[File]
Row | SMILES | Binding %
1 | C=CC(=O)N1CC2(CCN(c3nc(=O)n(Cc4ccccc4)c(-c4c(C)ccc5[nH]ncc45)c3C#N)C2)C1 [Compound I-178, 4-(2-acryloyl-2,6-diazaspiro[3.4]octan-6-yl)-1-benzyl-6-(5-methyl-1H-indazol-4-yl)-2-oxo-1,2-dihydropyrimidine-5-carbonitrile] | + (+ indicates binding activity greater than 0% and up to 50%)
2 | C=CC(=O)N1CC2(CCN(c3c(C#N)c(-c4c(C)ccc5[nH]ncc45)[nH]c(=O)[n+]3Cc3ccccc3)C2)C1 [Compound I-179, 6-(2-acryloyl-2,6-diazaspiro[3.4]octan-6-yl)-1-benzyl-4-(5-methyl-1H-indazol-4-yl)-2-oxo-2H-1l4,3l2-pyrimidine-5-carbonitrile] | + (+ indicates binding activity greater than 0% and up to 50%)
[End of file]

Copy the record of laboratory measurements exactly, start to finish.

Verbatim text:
Row | SMILES | Binding %
1 | C=CC(=O)N1CC2(CCN(c3nc(=O)n(Cc4ccccc4)c(-c4c(C)ccc5[nH]ncc45)c3C#N)C2)C1 [Compound I-178, 4-(2-acryloyl-2,6-diazaspiro[3.4]octan-6-yl)-1-benzyl-6-(5-methyl-1H-indazol-4-yl)-2-oxo-1,2-dihydropyrimidine-5-carbonitrile] | + (+ indicates binding activity greater than 0% and up to 50%)
2 | C=CC(=O)N1CC2(CCN(c3c(C#N)c(-c4c(C)ccc5[nH]ncc45)[nH]c(=O)[n+]3Cc3ccccc3)C2)C1 [Compound I-179, 6-(2-acryloyl-2,6-diazaspiro[3.4]octan-6-yl)-1-benzyl-4-(5-methyl-1H-indazol-4-yl)-2-oxo-2H-1l4,3l2-pyrimidine-5-carbonitrile] | + (+ indicates binding activity greater than 0% and up to 50%)